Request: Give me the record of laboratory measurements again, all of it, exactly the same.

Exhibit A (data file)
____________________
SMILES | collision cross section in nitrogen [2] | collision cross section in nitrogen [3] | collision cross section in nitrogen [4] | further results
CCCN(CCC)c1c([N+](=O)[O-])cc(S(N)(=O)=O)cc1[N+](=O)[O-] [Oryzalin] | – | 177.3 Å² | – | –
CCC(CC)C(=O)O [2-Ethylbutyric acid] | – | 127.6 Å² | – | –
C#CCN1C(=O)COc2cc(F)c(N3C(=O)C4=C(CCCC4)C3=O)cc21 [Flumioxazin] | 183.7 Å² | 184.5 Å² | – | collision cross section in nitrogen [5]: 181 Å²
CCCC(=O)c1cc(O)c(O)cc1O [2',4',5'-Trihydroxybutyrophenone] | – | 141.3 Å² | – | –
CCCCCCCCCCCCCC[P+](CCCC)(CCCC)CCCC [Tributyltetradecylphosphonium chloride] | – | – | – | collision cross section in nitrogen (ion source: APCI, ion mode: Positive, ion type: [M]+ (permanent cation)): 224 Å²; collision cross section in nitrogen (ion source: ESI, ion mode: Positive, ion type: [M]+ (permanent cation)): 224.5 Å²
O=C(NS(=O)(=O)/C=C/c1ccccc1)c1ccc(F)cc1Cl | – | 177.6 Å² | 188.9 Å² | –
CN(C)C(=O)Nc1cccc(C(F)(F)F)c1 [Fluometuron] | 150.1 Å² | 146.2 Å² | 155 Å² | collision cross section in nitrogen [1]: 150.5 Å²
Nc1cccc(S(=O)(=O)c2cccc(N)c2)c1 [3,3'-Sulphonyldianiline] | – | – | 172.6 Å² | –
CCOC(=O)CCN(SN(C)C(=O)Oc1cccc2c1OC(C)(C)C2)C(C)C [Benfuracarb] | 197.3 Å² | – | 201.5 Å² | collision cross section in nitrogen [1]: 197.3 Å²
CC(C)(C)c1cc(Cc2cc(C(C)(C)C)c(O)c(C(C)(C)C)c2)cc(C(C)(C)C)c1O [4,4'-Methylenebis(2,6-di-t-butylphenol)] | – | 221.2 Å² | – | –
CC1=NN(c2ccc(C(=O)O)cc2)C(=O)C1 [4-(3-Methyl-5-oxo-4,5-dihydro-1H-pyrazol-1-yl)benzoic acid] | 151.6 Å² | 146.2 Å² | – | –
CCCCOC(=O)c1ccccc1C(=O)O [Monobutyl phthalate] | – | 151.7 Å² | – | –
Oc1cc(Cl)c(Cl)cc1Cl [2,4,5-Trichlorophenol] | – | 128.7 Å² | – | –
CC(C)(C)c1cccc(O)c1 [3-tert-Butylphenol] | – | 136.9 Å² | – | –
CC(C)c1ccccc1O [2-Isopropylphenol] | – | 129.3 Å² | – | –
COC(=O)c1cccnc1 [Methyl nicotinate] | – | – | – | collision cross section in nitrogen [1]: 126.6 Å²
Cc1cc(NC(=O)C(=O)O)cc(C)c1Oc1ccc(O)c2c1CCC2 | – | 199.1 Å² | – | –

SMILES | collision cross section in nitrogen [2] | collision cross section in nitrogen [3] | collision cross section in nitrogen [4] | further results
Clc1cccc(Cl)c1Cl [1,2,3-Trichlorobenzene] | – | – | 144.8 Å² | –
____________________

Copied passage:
SMILES | collision cross section in nitrogen [2] | collision cross section in nitrogen [3] | collision cross section in nitrogen [4] | further results
CCCN(CCC)c1c([N+](=O)[O-])cc(S(N)(=O)=O)cc1[N+](=O)[O-] [Oryzalin] | – | 177.3 Å² | – | –
CCC(CC)C(=O)O [2-Ethylbutyric acid] | – | 127.6 Å² | – | –
C#CCN1C(=O)COc2cc(F)c(N3C(=O)C4=C(CCCC4)C3=O)cc21 [Flumioxazin] | 183.7 Å² | 184.5 Å² | – | collision cross section in nitrogen [5]: 181 Å²
CCCC(=O)c1cc(O)c(O)cc1O [2',4',5'-Trihydroxybutyrophenone] | – | 141.3 Å² | – | –
CCCCCCCCCCCCCC[P+](CCCC)(CCCC)CCCC [Tributyltetradecylphosphonium chloride] | – | – | – | collision cross section in nitrogen (ion source: APCI, ion mode: Positive, ion type: [M]+ (permanent cation)): 224 Å²; collision cross section in nitrogen (ion source: ESI, ion mode: Positive, ion type: [M]+ (permanent cation)): 224.5 Å²
O=C(NS(=O)(=O)/C=C/c1ccccc1)c1ccc(F)cc1Cl | – | 177.6 Å² | 188.9 Å² | –
CN(C)C(=O)Nc1cccc(C(F)(F)F)c1 [Fluometuron] | 150.1 Å² | 146.2 Å² | 155 Å² | collision cross section in nitrogen [1]: 150.5 Å²
Nc1cccc(S(=O)(=O)c2cccc(N)c2)c1 [3,3'-Sulphonyldianiline] | – | – | 172.6 Å² | –
CCOC(=O)CCN(SN(C)C(=O)Oc1cccc2c1OC(C)(C)C2)C(C)C [Benfuracarb] | 197.3 Å² | – | 201.5 Å² | collision cross section in nitrogen [1]: 197.3 Å²
CC(C)(C)c1cc(Cc2cc(C(C)(C)C)c(O)c(C(C)(C)C)c2)cc(C(C)(C)C)c1O [4,4'-Methylenebis(2,6-di-t-butylphenol)] | – | 221.2 Å² | – | –
CC1=NN(c2ccc(C(=O)O)cc2)C(=O)C1 [4-(3-Methyl-5-oxo-4,5-dihydro-1H-pyrazol-1-yl)benzoic acid] | 151.6 Å² | 146.2 Å² | – | –
CCCCOC(=O)c1ccccc1C(=O)O [Monobutyl phthalate] | – | 151.7 Å² | – | –
Oc1cc(Cl)c(Cl)cc1Cl [2,4,5-Trichlorophenol] | – | 128.7 Å² | – | –
CC(C)(C)c1cccc(O)c1 [3-tert-Butylphenol] | – | 136.9 Å² | – | –
CC(C)c1ccccc1O [2-Isopropylphenol] | – | 129.3 Å² | – | –
COC(=O)c1cccnc1 [Methyl nicotinate] | – | – | – | collision cross section in nitrogen [1]: 126.6 Å²
Cc1cc(NC(=O)C(=O)O)cc(C)c1Oc1ccc(O)c2c1CCC2 | – | 199.1 Å² | – | –

SMILES | collision cross section in nitrogen [2] | collision cross section in nitrogen [3] | collision cross section in nitrogen [4] | further results
Clc1cccc(Cl)c1Cl [1,2,3-Trichlorobenzene] | – | – | 144.8 Å² | –